By Lukas Schiffer at August 13 2019 18:21:14
The ranch house floor plan was the American Dream in a box from the late 1940s to the mid 1960s. Sliding glass doors, kidney shaped swimming pools and back yard patios created a new informal way of entertaining guests. Though the ranch house floor plan was the embodiment of casual living, most homes of that era lacked architectural details that would make them memorable. By the 1970s, the ranch style house was replaced by the split level home with Colonial or English details. The 1980s saw a reversal of the ranch house floor plan formula that included showy front entries with grand staircases and vaulted ceilings while the back of the house was left almost naked. The only remains of the ranch house floor plan today are the open floor plans, great rooms and hearth kitchens and the current popular trend of an outdoor room. All leftovers from the original ranch style housing era.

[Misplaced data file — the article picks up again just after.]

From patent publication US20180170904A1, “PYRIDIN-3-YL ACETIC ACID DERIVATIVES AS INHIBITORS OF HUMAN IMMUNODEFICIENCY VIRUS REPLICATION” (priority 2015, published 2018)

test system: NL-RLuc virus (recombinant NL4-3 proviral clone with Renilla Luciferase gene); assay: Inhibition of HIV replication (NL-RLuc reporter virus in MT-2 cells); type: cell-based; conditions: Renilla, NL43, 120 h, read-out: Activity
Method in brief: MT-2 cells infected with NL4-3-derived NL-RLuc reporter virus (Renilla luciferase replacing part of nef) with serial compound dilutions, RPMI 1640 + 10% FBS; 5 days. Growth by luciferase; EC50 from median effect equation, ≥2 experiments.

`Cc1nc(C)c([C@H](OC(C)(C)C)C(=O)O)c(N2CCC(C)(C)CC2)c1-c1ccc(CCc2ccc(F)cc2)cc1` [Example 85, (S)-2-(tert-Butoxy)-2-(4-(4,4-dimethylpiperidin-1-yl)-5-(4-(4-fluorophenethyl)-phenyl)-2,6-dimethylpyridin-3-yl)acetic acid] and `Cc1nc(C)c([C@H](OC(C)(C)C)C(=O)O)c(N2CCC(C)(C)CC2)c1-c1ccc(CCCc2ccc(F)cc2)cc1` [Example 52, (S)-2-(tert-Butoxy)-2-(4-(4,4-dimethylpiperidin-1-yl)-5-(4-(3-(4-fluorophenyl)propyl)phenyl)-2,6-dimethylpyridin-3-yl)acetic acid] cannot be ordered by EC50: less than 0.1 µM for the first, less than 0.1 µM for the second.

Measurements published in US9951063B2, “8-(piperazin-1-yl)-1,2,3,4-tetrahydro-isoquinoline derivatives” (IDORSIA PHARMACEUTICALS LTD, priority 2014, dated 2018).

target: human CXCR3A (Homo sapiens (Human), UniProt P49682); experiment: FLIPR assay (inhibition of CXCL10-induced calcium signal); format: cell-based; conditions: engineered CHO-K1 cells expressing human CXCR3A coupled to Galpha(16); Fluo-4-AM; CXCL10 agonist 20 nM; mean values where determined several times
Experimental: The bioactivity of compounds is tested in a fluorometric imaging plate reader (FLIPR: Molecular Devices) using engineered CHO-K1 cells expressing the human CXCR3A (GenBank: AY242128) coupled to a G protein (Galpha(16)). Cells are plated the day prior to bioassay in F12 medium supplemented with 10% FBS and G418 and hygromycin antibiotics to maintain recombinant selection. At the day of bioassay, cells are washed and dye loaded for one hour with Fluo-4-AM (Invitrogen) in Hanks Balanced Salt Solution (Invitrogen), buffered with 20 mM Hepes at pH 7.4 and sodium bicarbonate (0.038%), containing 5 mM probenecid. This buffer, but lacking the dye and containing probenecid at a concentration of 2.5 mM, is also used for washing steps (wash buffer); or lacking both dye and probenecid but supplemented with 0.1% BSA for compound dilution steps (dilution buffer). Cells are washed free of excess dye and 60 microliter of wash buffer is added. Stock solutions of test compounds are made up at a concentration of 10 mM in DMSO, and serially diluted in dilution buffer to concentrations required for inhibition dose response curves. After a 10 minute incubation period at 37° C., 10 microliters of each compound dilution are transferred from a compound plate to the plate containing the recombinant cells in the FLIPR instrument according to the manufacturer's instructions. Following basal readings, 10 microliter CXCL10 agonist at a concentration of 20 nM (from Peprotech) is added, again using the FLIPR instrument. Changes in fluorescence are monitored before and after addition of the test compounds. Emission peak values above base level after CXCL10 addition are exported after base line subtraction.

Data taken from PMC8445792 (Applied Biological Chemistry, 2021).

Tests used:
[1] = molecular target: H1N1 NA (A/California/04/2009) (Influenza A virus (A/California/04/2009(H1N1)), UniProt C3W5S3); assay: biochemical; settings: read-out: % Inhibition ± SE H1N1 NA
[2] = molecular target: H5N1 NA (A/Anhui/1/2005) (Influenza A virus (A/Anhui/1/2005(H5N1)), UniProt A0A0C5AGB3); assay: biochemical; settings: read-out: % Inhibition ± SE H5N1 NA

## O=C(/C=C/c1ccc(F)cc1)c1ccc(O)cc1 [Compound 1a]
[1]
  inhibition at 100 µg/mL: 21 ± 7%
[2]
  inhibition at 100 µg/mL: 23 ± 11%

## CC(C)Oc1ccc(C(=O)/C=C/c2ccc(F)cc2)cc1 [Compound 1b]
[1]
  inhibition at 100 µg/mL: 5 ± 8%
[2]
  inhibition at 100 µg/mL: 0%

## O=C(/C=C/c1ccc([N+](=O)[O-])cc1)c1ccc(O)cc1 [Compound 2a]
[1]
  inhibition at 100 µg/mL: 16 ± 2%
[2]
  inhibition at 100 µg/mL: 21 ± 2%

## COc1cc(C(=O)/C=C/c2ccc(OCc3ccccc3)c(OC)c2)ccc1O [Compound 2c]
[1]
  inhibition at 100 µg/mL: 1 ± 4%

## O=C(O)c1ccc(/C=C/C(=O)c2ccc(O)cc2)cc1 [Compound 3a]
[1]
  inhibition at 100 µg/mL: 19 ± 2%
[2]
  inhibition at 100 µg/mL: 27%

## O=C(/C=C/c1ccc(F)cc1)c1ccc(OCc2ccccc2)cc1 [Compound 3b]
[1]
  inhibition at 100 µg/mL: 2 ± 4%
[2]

We are going to assume here that you have already looked into your financing options and have a good idea of the amount of your budget you can apply towards the actual building cost of your new home. Begin with this amount and deduct 10% right off the top. You will thank me for this advice in the end. Everyone goes over budget during construction, even the financial nerds can't control every little detail that comes along. Take this net building budget and divide this dollar amount by the average square foot cost to build you got from the realtor or builder. Since I hope they gave you a low and high range this will give you two new numbers. These numbers are the low to high total square footage house floor plans sizes you should be searching for. If you choose to look at multi_level house floor plans then you will be comfortable on the upper level of this number since your cost per foot will be lower.